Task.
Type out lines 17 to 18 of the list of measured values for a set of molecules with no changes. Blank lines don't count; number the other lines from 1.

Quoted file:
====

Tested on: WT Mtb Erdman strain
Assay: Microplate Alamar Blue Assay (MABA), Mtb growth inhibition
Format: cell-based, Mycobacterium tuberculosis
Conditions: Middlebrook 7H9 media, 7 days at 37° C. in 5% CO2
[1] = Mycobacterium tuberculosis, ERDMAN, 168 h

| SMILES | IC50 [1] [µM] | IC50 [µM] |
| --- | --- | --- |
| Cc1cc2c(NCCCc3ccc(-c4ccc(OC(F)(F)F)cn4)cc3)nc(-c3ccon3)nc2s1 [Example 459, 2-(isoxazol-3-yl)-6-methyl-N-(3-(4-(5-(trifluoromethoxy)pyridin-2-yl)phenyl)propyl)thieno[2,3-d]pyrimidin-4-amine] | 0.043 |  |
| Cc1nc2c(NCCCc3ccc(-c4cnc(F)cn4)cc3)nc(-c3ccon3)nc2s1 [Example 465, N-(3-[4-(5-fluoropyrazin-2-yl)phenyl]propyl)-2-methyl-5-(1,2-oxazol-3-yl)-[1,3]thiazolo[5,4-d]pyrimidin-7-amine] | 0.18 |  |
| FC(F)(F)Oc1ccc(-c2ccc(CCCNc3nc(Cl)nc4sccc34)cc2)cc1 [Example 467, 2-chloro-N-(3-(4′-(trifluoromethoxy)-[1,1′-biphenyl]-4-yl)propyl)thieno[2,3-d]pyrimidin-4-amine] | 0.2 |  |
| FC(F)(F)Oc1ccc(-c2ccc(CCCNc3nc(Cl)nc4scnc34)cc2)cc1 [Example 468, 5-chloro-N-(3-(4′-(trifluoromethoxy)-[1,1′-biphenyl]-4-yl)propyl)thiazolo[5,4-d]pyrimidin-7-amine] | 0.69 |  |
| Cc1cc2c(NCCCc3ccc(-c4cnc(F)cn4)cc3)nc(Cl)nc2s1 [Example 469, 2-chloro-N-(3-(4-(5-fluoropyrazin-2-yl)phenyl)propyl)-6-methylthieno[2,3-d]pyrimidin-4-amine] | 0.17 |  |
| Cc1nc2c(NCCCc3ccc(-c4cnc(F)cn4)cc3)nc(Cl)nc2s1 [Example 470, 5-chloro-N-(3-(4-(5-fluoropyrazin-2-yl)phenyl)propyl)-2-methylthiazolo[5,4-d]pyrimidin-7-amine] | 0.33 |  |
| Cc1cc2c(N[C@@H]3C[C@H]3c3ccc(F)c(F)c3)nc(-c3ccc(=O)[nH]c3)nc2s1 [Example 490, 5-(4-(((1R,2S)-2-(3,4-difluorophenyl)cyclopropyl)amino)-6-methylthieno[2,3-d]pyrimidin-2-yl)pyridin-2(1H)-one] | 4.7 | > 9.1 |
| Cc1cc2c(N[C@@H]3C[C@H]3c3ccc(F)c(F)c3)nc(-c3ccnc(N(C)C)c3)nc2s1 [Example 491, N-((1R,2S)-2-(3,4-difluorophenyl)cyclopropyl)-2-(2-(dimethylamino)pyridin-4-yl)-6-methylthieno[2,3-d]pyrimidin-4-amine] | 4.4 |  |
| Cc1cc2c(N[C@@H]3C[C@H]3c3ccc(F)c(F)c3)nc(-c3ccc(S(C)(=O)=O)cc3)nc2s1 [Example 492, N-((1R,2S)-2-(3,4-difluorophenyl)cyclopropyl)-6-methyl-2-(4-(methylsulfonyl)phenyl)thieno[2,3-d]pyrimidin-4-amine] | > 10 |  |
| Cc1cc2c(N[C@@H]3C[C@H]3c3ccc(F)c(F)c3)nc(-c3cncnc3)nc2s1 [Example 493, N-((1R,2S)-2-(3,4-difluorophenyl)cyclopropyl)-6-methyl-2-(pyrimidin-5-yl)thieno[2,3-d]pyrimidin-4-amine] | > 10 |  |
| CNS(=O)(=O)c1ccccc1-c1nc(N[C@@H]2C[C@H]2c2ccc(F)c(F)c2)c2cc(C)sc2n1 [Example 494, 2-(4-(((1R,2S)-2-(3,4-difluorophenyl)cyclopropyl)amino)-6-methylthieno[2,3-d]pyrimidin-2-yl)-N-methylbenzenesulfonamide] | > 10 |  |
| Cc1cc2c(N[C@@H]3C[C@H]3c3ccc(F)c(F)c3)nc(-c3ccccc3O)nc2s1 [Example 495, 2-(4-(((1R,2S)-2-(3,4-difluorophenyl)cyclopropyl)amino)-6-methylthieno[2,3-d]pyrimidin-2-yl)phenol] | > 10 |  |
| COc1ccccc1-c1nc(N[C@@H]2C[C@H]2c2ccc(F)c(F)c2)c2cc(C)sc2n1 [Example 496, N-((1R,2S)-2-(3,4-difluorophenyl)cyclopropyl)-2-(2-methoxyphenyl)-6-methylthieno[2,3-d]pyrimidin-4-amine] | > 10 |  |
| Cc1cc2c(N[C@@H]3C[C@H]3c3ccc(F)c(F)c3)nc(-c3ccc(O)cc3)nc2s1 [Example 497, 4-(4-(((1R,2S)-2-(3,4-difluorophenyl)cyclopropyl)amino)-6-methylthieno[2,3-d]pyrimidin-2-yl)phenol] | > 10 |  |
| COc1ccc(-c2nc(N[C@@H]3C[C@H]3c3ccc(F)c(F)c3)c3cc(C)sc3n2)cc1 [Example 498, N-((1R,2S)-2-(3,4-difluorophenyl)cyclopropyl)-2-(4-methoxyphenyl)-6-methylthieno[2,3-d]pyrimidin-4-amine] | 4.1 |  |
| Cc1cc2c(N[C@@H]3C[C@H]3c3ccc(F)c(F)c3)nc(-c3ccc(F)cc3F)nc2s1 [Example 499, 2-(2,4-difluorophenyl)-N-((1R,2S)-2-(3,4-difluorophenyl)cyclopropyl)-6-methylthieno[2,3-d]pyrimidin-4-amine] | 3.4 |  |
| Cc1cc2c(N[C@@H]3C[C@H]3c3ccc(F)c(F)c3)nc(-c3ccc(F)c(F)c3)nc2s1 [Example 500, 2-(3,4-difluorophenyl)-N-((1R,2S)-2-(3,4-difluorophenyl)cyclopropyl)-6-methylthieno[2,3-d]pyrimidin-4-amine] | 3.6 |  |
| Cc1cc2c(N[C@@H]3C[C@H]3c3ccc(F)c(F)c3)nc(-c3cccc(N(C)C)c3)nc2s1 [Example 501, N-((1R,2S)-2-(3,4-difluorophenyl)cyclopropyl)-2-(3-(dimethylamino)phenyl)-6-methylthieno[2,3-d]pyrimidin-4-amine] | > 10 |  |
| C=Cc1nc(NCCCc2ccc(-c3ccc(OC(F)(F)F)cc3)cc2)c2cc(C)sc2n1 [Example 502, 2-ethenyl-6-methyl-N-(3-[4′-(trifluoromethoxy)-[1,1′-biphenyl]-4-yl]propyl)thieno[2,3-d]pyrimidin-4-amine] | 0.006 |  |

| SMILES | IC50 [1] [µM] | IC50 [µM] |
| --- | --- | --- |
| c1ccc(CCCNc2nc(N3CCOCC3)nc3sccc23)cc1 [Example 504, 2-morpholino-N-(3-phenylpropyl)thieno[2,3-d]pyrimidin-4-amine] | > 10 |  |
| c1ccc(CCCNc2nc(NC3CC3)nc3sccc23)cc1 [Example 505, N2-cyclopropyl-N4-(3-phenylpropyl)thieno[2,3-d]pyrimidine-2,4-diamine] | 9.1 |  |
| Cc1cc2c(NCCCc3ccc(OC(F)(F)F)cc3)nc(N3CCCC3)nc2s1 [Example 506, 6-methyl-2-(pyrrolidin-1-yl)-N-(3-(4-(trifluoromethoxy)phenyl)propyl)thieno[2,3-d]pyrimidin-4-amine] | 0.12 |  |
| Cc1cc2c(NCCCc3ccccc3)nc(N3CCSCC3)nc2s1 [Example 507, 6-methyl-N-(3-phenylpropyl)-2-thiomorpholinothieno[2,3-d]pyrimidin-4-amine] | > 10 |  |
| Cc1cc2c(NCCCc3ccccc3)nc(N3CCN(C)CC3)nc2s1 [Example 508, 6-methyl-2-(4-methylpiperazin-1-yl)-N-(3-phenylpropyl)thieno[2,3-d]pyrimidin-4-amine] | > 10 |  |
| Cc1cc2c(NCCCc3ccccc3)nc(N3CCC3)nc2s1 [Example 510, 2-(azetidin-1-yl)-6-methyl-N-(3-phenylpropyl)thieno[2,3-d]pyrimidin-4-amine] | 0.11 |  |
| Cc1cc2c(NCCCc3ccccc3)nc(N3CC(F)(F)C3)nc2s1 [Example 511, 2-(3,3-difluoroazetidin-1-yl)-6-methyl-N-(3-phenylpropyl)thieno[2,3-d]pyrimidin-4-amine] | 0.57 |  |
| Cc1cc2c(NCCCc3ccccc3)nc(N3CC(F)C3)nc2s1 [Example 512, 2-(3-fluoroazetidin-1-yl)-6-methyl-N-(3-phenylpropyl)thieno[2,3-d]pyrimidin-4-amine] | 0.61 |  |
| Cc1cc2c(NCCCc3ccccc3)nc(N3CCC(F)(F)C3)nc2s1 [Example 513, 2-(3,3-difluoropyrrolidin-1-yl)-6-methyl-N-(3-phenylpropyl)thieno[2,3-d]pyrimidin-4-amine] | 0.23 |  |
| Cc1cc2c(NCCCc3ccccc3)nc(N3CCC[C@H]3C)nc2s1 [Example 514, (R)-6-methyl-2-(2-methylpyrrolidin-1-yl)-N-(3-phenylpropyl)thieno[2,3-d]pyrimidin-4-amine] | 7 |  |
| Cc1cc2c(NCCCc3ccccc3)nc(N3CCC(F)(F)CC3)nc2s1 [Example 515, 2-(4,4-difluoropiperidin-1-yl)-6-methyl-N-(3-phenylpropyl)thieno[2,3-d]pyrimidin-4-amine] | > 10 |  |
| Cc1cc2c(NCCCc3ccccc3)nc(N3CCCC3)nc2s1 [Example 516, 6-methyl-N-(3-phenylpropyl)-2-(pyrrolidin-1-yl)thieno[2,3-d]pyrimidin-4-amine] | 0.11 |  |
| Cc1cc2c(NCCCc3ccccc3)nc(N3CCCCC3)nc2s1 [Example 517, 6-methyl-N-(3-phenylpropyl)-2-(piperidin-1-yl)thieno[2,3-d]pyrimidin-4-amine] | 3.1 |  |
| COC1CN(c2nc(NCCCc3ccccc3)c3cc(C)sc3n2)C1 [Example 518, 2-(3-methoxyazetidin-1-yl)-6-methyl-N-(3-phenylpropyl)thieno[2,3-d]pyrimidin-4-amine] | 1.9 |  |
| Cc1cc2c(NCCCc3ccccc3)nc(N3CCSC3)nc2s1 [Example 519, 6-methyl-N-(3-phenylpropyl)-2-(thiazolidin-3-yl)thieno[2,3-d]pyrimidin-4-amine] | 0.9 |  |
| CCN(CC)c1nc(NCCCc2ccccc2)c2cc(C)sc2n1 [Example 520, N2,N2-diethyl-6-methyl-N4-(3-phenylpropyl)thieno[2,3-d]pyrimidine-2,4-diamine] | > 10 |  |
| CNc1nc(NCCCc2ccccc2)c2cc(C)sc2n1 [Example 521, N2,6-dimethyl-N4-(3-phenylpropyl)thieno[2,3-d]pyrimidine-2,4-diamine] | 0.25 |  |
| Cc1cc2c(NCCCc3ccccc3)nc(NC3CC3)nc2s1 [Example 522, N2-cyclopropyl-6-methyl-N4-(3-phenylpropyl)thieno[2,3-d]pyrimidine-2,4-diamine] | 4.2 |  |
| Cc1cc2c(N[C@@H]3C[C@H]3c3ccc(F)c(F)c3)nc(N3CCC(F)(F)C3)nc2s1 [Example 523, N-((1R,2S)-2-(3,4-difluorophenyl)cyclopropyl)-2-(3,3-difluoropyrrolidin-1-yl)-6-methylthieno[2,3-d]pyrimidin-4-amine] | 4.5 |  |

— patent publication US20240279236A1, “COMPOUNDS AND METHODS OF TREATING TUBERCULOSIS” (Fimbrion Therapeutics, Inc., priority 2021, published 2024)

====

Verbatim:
| Cc1cc2c(N[C@@H]3C[C@H]3c3ccc(F)c(F)c3)nc(-c3cncnc3)nc2s1 [Example 493, N-((1R,2S)-2-(3,4-difluorophenyl)cyclopropyl)-6-methyl-2-(pyrimidin-5-yl)thieno[2,3-d]pyrimidin-4-amine] | > 10 |  |
| CNS(=O)(=O)c1ccccc1-c1nc(N[C@@H]2C[C@H]2c2ccc(F)c(F)c2)c2cc(C)sc2n1 [Example 494, 2-(4-(((1R,2S)-2-(3,4-difluorophenyl)cyclopropyl)amino)-6-methylthieno[2,3-d]pyrimidin-2-yl)-N-methylbenzenesulfonamide] | > 10 |  |